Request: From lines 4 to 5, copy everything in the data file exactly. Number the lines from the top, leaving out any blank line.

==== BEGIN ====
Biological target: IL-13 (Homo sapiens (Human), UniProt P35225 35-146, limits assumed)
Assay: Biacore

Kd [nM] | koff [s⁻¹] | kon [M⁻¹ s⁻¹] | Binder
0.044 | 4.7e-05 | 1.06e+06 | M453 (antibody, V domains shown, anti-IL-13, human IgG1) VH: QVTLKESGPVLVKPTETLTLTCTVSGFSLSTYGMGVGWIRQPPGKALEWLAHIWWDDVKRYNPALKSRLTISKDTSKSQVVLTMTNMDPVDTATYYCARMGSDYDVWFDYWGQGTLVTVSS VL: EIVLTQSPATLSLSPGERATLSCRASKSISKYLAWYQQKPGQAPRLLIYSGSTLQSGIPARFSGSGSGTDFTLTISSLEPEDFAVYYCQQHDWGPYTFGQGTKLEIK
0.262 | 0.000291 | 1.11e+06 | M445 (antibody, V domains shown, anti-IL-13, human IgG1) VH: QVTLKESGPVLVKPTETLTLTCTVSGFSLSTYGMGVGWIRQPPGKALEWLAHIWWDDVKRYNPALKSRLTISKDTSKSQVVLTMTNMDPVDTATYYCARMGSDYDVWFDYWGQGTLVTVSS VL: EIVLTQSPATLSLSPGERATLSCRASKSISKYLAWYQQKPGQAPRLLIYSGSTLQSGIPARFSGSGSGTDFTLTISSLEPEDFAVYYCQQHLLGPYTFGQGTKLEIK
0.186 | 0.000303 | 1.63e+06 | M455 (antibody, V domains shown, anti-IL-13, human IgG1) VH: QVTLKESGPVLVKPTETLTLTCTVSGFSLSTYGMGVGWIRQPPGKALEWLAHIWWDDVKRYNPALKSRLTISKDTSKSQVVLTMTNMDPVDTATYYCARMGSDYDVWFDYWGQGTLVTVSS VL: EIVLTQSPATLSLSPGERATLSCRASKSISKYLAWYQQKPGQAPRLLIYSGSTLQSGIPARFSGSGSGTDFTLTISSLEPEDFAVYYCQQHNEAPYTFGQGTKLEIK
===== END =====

0.044 | 4.7e-05 | 1.06e+06 | M453 (antibody, V domains shown, anti-IL-13, human IgG1) VH: QVTLKESGPVLVKPTETLTLTCTVSGFSLSTYGMGVGWIRQPPGKALEWLAHIWWDDVKRYNPALKSRLTISKDTSKSQVVLTMTNMDPVDTATYYCARMGSDYDVWFDYWGQGTLVTVSS VL: EIVLTQSPATLSLSPGERATLSCRASKSISKYLAWYQQKPGQAPRLLIYSGSTLQSGIPARFSGSGSGTDFTLTISSLEPEDFAVYYCQQHDWGPYTFGQGTKLEIK
0.262 | 0.000291 | 1.11e+06 | M445 (antibody, V domains shown, anti-IL-13, human IgG1) VH: QVTLKESGPVLVKPTETLTLTCTVSGFSLSTYGMGVGWIRQPPGKALEWLAHIWWDDVKRYNPALKSRLTISKDTSKSQVVLTMTNMDPVDTATYYCARMGSDYDVWFDYWGQGTLVTVSS VL: EIVLTQSPATLSLSPGERATLSCRASKSISKYLAWYQQKPGQAPRLLIYSGSTLQSGIPARFSGSGSGTDFTLTISSLEPEDFAVYYCQQHLLGPYTFGQGTKLEIK